Some Medieval and Natural Gems of Lillafüred, HungarySTAFF — By Estrella Azul on March 13, 2012 at 01:13
By staff writer Estrella Azul. Photos Copyright © Estrella Azul.
From the very first visit I was enchanted by all the beauty Lillafüred’s landscape had to offer. I didn’t think I could like a small place such as this one as instantly and deeply as I did. Especially as it’s only a coin toss away, so to speak, from my city of Kolozsvár, Romania.
Situated in the valley of Szinva Creek in the Borsod-Abaúj-Zemplén county of Hungary, Lillafüred’s tourism holds a wide appeal. Just outside of Miskolc city, it is one of the country’s best mountain resort locations, with many attractions and unique landscapes. This makes it a popular destination for hiking enthusiasts, families, groups of friends, couples and hunters alike. Not to mention it satisfied my geeky thirst for knowledge with so much history around.
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My friend and I drove there, but we could have gone by train. The forestry-built narrow gauge railway line from 1920, which was mainly for freight transport, is currently being used for tourism. Departing from Miskolc, it runs all the way to Garadna, providing a wonderful ride through the lovely village of Lillafüred.
The Renaissance-style Palace Hotel, a very famous hotel during World War I, was built between 1927 and 1930, during the governorship of Count István Bethlen. During World War II it was used as a field hospital for the military.
Today, its Matthias, Hunyadi and Nagy Lajos halls operate as restaurants. The Matthias room’s stained-glass windows depict the castles of the historical Kingdom of Hungary. Overlooking the Szinva Creek Valley and the Hámor Lake, the building is located next to a large park containing botanical rarities.
The large terraces rising above the main entrance, the tower, the renovated exterior and the hanging gardens around the building pulled us into a medieval atmosphere. I truly got the illusion of being in another world. I actually was in another world, I think.
The Palace Hotel is located on top of a steep hill so, leading up to it, a terraced walkway system was designed as reinforcement. Walking down the terrace paths we had a great view of one of Lillafüred ‘s main attractions: the waterfall.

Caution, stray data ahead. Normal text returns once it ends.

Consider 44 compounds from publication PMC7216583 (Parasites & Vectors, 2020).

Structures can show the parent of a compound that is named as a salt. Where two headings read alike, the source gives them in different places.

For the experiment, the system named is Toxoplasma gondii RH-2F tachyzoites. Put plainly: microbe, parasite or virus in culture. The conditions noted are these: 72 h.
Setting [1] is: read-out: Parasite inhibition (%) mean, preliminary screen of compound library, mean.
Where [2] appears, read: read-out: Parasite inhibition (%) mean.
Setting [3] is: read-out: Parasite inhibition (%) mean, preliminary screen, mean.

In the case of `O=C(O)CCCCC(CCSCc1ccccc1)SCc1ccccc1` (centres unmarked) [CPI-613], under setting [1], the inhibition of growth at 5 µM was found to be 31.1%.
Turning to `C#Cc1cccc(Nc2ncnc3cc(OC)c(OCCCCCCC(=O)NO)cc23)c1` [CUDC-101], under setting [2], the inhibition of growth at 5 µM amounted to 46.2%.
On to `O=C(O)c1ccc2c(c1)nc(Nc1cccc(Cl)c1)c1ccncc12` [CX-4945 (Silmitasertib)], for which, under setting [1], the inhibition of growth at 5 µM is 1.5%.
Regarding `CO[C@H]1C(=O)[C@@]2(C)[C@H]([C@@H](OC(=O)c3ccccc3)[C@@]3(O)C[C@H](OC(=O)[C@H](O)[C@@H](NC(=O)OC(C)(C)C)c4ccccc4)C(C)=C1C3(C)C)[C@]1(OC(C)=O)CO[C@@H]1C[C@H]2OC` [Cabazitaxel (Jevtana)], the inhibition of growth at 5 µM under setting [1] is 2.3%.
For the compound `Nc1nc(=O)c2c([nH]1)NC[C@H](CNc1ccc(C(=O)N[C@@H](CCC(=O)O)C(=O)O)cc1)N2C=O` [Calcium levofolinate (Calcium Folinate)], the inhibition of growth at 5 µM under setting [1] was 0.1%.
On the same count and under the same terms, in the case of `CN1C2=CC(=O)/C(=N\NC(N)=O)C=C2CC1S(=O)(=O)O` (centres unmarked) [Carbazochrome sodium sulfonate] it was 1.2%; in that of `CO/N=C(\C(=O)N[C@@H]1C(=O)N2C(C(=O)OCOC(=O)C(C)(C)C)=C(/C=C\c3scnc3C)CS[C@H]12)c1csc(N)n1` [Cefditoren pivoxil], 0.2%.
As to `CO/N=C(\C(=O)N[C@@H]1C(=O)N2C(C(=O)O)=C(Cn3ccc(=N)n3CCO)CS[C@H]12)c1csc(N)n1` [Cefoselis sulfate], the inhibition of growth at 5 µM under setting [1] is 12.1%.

The Lillafüred Waterfall is Hungary’s tallest, with its water falling from a height of twenty meters. The view is absolutely breathtaking, as if taken from the pages of a fairy tale. I couldn’t pass up the opportunity and—ignoring the fence—had to get closer to the water, hiking behind it to take pictures.
In winter, the frozen waterfall unfolds a unique and spectacular landscape. I’ll definitely have to see that for myself one day. And then share it with all of you.
Continuing down the paths one can easily be immersed in the beauty of the old beech tree forest covered mountains. The mountain’s interior hides caves of different beauty and special characteristics—to be admired either on a guided tour or strolling on one’s own, like my friend and I were.
The Anna Cave, a worldwide rarity, is filled with plant specimens wonderfully preserved in limestone. The István Cave is the area’s largest dripstone cave, some of its halls being set up for healing patients with respiratory problems. And the Szeleta Cave is famous because of the findings of hundreds of thousands of year old chipped stone tools.
I love caves and mines, so I was very happy to be able to visit the Anna Cave; it was amazing. Discovered in 1833, this cave is relatively small. It was formed in freshwater limestone and as such is significantly different from the old marine, saltwater-formed limestone caves.
From the rooms’ ceilings, lined up side by side, there are hundreds of thousands of gorgeous, detailed limestone-coated, petrified seaweed, algae, moss, tree roots, imprints of fossilized leaves, grass and even branches hanging as curtains. The forever-preserved memory of millennia of vegetation.
The Hámor Lake was first mentioned in 1319 in a Pauline monastery document as a pond, and had grown to its current size of one-and-a-half kilometers long by the 19th century. Created by the Szinva and Garadna’s streams as a permanent water supply for the iron furnace operating there at the time, it is now fairly deep. In the summer, paddle boating and water cycling is possible, while a picturesque walk along its banks awaits walking/hiking enthusiasts.
My friend and I walked the streets, the paths and took in all the beauty around us. We ate our sandwiches while sitting in the grass in the quiet forest overlooking the village, in the dim light broken by tree branches. We talked girl talk. We rested and relaxed.
It was absolutely wonderful, and I will be going back one day, because there’s still much of Lillafüred I’d like to see . . . and the rest of my heart to fill with it!
Estrella Azul is a young emerging writer, passionate about reading, floral art and photography, with an artistic personality and a soulful outlook on life. She is a Hungarian girl living and writing from Cluj-Napoca, Romania, the capital of historical region Transylvania. Estrella is our European correspondent, and she dreams of embarking on a round-the-world trip. To read more of her creative writing, her thoughts and daily happenings, visit Life’s a stage – WebBlog©.